Major G7 tax treaties are only the first step towards global transactions: Freeland


The British Finance Minister said that the richest country in the world has signed a landmark global agreement to deal with tax avoidance and ensure that large technology companies pay their fair share.

Rishi Sunak said that the finance ministers of the major industrialized countries of the Group of Seven (G7) signed the agreement on the second and final day of the London meeting.

They stated that they have agreed to commit to imposing a minimum global corporate tax of at least 15% by country.

“I am pleased to say that after years of discussions, today the finance ministers of the Group of 7 have reached a historic agreement to reform the global tax system to adapt to the global digital age. The key is to ensure its fairness so that The right company pays the right tax at the right place,” Sunak said in a video message posted on Twitter.

At the time of the agreement, the goal of major economies was to prevent multinational companies from transferring profits and taxes to low-tax countries, no matter where they were sold.

The annual summit of G7 leaders is scheduled to be held in Cabis Bay, Cornwall, southwest England, from June 11th to 13th, following the meeting of finance ministers. The United Kingdom will host both sets of meetings because it holds the rotating presidency of the organization.

US Treasury Secretary Janet Yellen stated that the Secretary of the Treasury has made a “significant and unprecedented commitment” to achieve tax rates and end the “race to the bottom” of corporate taxes.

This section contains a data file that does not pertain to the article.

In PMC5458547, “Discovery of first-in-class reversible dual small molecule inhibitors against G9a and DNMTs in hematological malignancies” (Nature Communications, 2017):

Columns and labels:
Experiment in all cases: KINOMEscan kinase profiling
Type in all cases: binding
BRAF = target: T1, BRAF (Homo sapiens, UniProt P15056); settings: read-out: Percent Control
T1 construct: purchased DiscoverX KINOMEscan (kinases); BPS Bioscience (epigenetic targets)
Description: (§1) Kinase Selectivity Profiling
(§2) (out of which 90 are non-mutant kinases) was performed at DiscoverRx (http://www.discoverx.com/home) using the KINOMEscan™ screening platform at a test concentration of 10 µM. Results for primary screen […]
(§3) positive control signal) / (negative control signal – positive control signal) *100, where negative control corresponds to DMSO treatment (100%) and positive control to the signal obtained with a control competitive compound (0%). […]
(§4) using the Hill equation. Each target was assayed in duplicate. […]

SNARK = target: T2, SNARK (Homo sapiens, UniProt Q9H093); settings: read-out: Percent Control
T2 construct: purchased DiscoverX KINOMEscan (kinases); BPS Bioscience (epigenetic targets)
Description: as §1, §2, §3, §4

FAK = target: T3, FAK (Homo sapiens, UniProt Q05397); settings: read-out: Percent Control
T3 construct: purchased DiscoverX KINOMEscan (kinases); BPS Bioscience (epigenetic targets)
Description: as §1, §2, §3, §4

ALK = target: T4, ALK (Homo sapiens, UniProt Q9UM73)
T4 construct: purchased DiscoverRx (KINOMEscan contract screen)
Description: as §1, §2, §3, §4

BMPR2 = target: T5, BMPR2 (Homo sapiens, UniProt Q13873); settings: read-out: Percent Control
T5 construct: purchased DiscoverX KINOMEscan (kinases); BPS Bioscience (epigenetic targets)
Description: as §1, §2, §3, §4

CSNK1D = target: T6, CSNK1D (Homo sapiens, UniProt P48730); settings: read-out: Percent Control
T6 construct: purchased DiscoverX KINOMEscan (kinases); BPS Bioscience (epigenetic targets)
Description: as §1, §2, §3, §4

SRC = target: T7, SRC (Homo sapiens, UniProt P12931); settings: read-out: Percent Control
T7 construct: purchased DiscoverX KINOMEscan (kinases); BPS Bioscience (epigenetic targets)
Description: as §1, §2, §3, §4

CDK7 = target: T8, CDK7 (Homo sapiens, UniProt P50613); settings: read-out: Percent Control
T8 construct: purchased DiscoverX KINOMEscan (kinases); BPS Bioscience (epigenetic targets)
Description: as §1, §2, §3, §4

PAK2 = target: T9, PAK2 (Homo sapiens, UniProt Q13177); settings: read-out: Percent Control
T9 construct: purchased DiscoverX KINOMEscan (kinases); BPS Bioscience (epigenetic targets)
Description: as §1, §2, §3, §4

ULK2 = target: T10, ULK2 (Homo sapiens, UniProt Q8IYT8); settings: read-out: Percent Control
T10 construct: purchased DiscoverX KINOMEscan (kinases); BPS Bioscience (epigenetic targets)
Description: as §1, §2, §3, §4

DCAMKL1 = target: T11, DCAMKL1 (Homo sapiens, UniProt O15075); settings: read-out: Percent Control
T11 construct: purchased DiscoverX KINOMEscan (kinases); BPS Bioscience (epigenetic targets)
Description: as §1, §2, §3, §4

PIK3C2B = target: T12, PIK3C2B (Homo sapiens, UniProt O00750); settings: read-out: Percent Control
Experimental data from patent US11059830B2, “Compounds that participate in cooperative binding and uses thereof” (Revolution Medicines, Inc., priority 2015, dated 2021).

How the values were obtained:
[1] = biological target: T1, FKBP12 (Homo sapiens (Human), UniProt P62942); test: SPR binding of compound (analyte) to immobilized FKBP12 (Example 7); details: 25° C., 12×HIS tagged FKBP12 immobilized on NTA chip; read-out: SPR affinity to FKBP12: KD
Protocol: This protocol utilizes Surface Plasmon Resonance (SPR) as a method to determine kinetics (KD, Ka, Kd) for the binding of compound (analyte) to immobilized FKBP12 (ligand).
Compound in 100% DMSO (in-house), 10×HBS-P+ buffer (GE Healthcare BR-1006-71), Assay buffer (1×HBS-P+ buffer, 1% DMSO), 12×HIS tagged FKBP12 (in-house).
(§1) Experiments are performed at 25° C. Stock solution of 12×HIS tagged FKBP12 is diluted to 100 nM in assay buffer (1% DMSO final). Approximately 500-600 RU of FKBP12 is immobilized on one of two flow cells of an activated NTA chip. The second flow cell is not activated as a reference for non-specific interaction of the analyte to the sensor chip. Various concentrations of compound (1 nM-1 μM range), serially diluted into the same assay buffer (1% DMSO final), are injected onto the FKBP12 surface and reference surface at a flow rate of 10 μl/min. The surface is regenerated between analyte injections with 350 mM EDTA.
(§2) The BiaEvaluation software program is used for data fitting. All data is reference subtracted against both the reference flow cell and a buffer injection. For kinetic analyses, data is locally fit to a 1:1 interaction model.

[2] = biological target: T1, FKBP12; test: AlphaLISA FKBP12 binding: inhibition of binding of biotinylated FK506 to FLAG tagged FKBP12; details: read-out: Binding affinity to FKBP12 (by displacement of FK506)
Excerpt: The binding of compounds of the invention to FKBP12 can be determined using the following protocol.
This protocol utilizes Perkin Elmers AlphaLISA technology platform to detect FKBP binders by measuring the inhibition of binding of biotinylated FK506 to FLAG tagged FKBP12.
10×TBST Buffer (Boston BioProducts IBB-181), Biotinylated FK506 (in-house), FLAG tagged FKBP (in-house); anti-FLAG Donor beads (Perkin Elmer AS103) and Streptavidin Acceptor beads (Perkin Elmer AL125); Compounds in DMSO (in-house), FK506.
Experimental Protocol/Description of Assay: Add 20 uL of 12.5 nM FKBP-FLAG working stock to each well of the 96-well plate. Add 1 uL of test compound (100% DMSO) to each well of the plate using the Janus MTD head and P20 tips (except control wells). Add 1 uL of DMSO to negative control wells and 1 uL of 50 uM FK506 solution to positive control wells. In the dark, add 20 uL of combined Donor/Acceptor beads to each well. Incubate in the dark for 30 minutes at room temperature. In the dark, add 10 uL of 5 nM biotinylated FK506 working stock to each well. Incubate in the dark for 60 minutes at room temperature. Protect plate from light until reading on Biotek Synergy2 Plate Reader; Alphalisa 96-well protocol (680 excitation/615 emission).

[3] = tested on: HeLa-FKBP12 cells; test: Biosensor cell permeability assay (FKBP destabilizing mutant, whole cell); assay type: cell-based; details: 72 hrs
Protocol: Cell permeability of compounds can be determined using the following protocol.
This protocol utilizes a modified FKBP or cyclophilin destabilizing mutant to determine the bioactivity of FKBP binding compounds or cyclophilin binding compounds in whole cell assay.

Yellen said in a statement: “The global minimum tax will also help the global economy to flourish, create a level playing field for companies, and encourage countries to compete on an active basis in education, research, and infrastructure.”

Canadian Finance Minister Chrystia Freeland also praised the agreement. She said on Twitter that this will ensure that Canadians and Canadian businesses have a “fair and level playing field” in the global economy.

Google said on Saturday that it “strongly supports” efforts to update international tax rules.

Google spokesperson Jose Castaneda said in an e-mail statement: “We hope that all countries will continue to work together to ensure that a balanced and lasting agreement is finalized as soon as possible.”

G7 is also under pressure to provide vaccines and fund climate change projects for low-income countries facing a new wave of COVID-19 infections.

In their Bulletin After the meeting, the finance ministers pledged to work towards a “sustainable, balanced and inclusive global recovery from the COVID-19 pandemic, rebuilding better and more environmentally friendly”, while recognizing that this epidemic will affect certain groups Including women, youth and disadvantaged groups) disproportionately affect the population. “





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